And I show some of the possible side effects from rape, sexual abuse, trauma, and abuse—PTSD, dissociation, anxiety, panic attacks, depression, suicidal thoughts, self-harm, isolation—all things I’ve experienced and know well. It’s important to me to show what the effects of rape and sexual violence are really like. They leave deep emotional scars. It’s not something we walk away from and shrug off like a second skin—the way some movies, TV shows, and comics suggest. And it’s not something that I think should ever be used just for dramatic effect or to make another (usually male) character become a hero. If we don’t show the intense pain, despair, depression, and other resulting effects from rape and trauma, I think we are doing us all a great disservice by telling survivors, perpetrators, and everyone else that sexual violence leaves no trauma or side effects aside from the physical. I believe that the worst and deepest wounds aren’t physical, but are emotional and psychological. So it’s important to me to write realistic stories of sexual violence and trauma that teens can relate to, and yet are also full of hope and healing.
It’s also important to me to write books where the queer characters are happy with their sexuality—not just books where the character is coming out, but books where the story is about something else and the character just happens to be queer—and books where the queer characters are in relatively happy, healthy, consensual relationships, where the tension and strife is coming most from the outside, and a queer character doesn’t get penalized or killed off because they’re queer. I think books with queer characters can help normalize being queer, fight homophobia and hatred, and increase compassion.
Queer readers need books we can enjoy and experience the way heterosexuals can most any time they pick up a book—and heterosexual readers need to be exposed to queer characters as just a reflection of the world we live in.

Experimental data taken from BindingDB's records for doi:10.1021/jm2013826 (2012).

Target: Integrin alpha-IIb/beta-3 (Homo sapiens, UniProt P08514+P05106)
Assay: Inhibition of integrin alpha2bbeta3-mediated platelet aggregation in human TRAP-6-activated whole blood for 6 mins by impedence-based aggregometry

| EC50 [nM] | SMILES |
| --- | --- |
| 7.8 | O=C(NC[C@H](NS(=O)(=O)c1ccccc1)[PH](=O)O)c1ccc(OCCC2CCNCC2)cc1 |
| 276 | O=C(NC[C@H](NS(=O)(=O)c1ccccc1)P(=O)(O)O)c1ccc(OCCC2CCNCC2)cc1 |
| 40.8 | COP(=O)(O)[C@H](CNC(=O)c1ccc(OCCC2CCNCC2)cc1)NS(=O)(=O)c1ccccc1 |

I think there is a great need for LGBTQIA+ YA books that have positive queer characters, that explore rape, abuse, homophobia, and trauma in realistic, sensitive, and hopeful ways, and that include both. I hope to see many more such books in the future. I will keep writing the books I need to. And I hope that you will read, write, or share the books you need to, the books that help you feel alive or the books that moved you. Read on!
Meet Cheryl Rainfield
Cheryl Rainfield is the author of the award-winning SCARS, a novel about a queer teen sexual abuse survivor who uses self-harm to cope; the award-winning HUNTED, a novel about a teen telepath in a world where any paranormal power is illegal; STAINED, about a teen who is abducted and must rescue herself; and PARALLEL VISIONS, about a teen who sees visions and must save a friend. Cheryl Rainfield is a lesbian feminist, incest and ritual abuse torture survivor, and an avid reader and writer. She lives in Toronto with her little dog Petal.
Cheryl Rainfield has been said to write with “great empathy and compassion” (VOYA) and to write stories that “can, perhaps, save a life.” (CM Magazine) SLJ said of her work: “[readers] will be on the edge of their seats.”
You can find Cheryl on her website CherylRainfield.com or her blog http://www.CherylRainfield.com/blog, on Twitter: http://www.Twitter.com/CherylRainfield, Instagram: http://www.Instagram.com/CherylRainfield, and FaceBook http://www.facebook.com/CherylRainfield.
About Amanda MacGregor
Amanda MacGregor works in an elementary library, loves dogs, and can be found on Twitter @CiteSomething.